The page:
Reply to  agesilaus
May 12, 2016 3:23 pm

Its a little more complicated on Earth by gravitational anomalies, but basically yup. Water seeks its own level. Always did, always will. That sloshing sound you heard was warmunist belief implosion. Watermelons when either expolding or imploding (more difficult, but not impossible) sound like that.

Reply to  agesilaus
May 12, 2016 7:14 pm

Agesilaus: Seiche. And more.

Reply to  Wayne Delbeke
May 13, 2016 6:36 am

Yeah I know about Seiche Basins from my Ocean Engineering class many years ago. But I’m fairly sure that the Atlantic Ocean isn’t one. And that is a periodic phenomena that should average out over time.
Tides in general would cause levels to vary at different points along any particular coastline and hydrography of a particular point along a coast can cause large variations like the Bay of Fundy. But that is another case of restricted flow.
As for the Suez and other like situations, you are restricting flow. If you connect two swimming pools with a straw it would be no surprise that the pools could be at different levels. I believe that is a concern about a sea level canal between the Pacific (which is higher IIRC) and the Atlantic. Connecting the two would transport a lot of Pacific life into the Caribbean.

Reply to  agesilaus
May 13, 2016 3:55 am

So why is the water level different on either end of the Suez and Panama canals? Surely impossible using your over-simplified model.

Reply to  steveta_uk
May 13, 2016 12:07 pm

I am a “Zonian” and I went to school, (elementary-college), in the Canal Zone during the time that the American administration was in control of the Panama Canal. It is well known that the difference of potential water levels between the Pacific entrance and the Caribbean entrance to the canal is near 27 feet.
The builders of the “New Locks”, soon to have their first test transit, had to build a special size lock on the “Pacific side” to accommodate and dissipate this water in their new high tech water saving lock system. Watch “Panama Canal: Post Panamax” on You tube. Note @ 27:25 and 40:17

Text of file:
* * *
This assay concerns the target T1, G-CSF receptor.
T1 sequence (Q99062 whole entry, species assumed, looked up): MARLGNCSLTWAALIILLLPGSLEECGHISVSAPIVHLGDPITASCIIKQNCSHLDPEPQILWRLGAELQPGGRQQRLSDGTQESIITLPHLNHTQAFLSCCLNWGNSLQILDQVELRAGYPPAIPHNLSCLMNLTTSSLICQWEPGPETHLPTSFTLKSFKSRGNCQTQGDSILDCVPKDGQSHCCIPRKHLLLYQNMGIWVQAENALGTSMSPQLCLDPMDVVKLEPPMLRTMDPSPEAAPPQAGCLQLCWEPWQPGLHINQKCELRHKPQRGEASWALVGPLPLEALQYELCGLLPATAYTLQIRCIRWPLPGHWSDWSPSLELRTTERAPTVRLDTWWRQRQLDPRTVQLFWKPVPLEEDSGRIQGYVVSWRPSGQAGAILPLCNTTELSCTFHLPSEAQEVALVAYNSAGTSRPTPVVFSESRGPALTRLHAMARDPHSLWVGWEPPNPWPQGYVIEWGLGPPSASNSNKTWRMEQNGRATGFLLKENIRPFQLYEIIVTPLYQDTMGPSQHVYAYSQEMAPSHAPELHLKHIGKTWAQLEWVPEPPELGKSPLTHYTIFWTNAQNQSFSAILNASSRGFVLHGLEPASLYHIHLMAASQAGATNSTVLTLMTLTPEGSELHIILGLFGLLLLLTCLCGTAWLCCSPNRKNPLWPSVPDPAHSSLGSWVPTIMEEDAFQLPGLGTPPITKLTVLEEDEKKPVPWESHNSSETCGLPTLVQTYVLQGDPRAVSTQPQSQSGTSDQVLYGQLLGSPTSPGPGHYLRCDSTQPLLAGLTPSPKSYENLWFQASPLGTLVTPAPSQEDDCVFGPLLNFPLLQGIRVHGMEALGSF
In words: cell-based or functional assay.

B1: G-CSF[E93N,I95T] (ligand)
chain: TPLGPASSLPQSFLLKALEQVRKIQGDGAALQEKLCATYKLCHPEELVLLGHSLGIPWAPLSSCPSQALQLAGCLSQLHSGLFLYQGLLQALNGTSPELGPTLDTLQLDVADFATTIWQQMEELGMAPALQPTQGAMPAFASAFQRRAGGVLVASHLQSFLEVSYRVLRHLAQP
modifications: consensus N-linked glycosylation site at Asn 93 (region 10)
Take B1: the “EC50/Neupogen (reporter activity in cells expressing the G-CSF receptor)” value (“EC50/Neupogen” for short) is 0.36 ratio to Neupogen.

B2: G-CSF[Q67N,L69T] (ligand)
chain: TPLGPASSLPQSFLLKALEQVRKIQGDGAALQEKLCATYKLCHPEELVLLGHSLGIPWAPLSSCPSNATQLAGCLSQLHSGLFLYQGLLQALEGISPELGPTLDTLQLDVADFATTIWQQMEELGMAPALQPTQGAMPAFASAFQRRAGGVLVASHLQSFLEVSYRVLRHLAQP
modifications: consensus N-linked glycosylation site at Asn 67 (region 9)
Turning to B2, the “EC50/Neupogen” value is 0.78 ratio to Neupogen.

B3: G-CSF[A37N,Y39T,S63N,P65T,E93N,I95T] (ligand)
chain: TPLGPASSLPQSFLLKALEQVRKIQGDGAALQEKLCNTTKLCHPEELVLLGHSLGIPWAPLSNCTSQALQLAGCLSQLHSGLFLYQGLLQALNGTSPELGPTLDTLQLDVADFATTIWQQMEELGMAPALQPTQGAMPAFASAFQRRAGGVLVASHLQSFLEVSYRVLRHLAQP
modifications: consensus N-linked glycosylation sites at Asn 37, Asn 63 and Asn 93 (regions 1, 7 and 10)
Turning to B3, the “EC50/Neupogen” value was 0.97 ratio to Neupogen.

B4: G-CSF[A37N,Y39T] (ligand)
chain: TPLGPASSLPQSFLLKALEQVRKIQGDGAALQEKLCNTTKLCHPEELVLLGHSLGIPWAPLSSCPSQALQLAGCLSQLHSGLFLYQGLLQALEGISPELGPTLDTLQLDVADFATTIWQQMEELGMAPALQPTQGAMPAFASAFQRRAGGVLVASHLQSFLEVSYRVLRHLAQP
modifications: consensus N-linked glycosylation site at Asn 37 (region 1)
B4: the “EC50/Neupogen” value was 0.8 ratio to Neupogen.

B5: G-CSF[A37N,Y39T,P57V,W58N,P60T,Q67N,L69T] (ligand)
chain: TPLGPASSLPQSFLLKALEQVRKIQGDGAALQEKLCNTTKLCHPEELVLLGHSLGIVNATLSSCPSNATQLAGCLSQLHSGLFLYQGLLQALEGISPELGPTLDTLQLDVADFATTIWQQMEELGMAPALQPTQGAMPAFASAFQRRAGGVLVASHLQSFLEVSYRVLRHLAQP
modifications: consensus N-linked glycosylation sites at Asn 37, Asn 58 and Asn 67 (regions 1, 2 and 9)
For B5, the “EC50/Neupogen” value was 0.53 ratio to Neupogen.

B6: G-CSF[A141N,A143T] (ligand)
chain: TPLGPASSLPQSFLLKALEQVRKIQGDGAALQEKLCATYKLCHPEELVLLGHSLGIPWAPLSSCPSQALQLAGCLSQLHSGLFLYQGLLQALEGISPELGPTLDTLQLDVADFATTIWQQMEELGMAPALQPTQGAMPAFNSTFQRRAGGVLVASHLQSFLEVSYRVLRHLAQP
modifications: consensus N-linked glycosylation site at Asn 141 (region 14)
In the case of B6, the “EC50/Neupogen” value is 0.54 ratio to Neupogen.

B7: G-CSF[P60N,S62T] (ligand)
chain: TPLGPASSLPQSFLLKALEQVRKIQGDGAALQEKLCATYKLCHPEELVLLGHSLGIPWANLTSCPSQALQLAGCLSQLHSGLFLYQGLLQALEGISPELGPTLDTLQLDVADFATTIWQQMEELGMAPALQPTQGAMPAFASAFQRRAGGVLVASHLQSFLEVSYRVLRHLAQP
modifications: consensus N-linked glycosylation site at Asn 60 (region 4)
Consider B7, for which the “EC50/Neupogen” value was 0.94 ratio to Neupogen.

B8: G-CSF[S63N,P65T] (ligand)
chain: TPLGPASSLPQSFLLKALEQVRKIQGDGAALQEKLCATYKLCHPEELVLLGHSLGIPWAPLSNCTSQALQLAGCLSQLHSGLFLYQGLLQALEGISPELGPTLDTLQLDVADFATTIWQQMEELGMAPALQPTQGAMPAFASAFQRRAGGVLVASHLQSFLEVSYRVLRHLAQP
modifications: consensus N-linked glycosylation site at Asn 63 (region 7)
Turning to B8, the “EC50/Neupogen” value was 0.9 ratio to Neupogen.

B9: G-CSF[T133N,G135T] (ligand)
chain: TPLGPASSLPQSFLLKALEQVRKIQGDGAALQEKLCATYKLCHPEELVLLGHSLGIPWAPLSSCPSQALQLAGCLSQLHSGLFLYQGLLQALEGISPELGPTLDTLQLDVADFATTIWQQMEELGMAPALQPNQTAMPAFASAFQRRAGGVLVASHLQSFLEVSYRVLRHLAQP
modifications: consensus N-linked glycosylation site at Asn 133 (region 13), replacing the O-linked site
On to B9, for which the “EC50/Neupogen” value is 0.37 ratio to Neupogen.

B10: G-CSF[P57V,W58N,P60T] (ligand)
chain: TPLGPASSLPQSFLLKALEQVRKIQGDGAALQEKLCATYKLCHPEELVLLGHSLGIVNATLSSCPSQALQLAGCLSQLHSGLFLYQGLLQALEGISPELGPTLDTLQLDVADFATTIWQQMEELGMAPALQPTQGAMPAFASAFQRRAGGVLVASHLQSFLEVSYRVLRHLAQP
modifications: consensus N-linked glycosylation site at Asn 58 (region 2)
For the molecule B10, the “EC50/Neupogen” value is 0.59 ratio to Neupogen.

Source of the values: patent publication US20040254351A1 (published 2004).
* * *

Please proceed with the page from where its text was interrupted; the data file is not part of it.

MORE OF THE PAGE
The question of what would have happened if the original builders of the canal had cut straight through without locks was something that was talked about.when I lived in Panama. No one knows if the pacific would have flowed northwest for years or if the land itself would have collapsed and closed this breach.
Yes, the Caribbean entrance to the canal is farther west than the Pacific entrance. Reality is often stranger than we think and there is nothing wrong with this.

Reply to  agesilaus
May 13, 2016 9:01 am

The effect of meltwater from grounded ice on sea-level is more complex than you might expect.
If grounded ice melts and the meltwater finds its way into the ocean, of course it raises average global sea-level. But it also slightly changes the mass distribution on the Earth’s surface, which changes local gravity fields, which changes the distribution of water in the oceans, and has uneven regional effects on sea-level.
Suppose, for example, that a substantial amount of ice were to melt from the Greenland Ice Sheet, and run into the ocean. The gravitational attraction by which the ice sheet attracts the surrounding ocean would be reduced, which would cause the ocean to recede in the vicinity of Greenland. It has been calculated by people who presumably know what they’re talking about that in the vicinity of Greenland (and apparently as far away as parts of Europe) this effect would exceed the rise in sea-level due to water added to the ocean, so that sea-level at Greenland and the surrounding region would actually fall, rather than rise, as the ice sheet melted.
But that water which flows away from Greenland would also add to sea-level elsewhere, causing sea-level elsewhere around the globe to rise a bit faster than you would expect from a simple calculation from the amount of water added to the ocean.
Here’s a short video from Boston University’s Maureen Raymo, explaining it.
Additionally, the weight of the Greenland ice sheet on the ground beneath would be reduced, so the ground would then slowly rebound upward (“post-glacial rebound“), which would cause the sea-level at Greenland to continue to fall (or to rise at a reduced rate) for thousands of years into the future. That rebound (PGR) would, in turn, also change the gravity field, and thus the water distribution in the oceans, which would presumably reduce the rate of local sea-level fall near Greenland.
Harvard’s Jerry Mitrovica explained it in greater detail here (at 13:41), after he unfortunately spent 13&half; minutes bludgeoning straw men, and just before he erroneously conflated tide gauge and satellite data. (Unfortunately, the video’s owners [the National Academy of Sciences] are censoring commentary on YouTube: they fake-approved but “ghosted” (hid) my comments. Sneaky! So I posted a critique on my web site, instead.)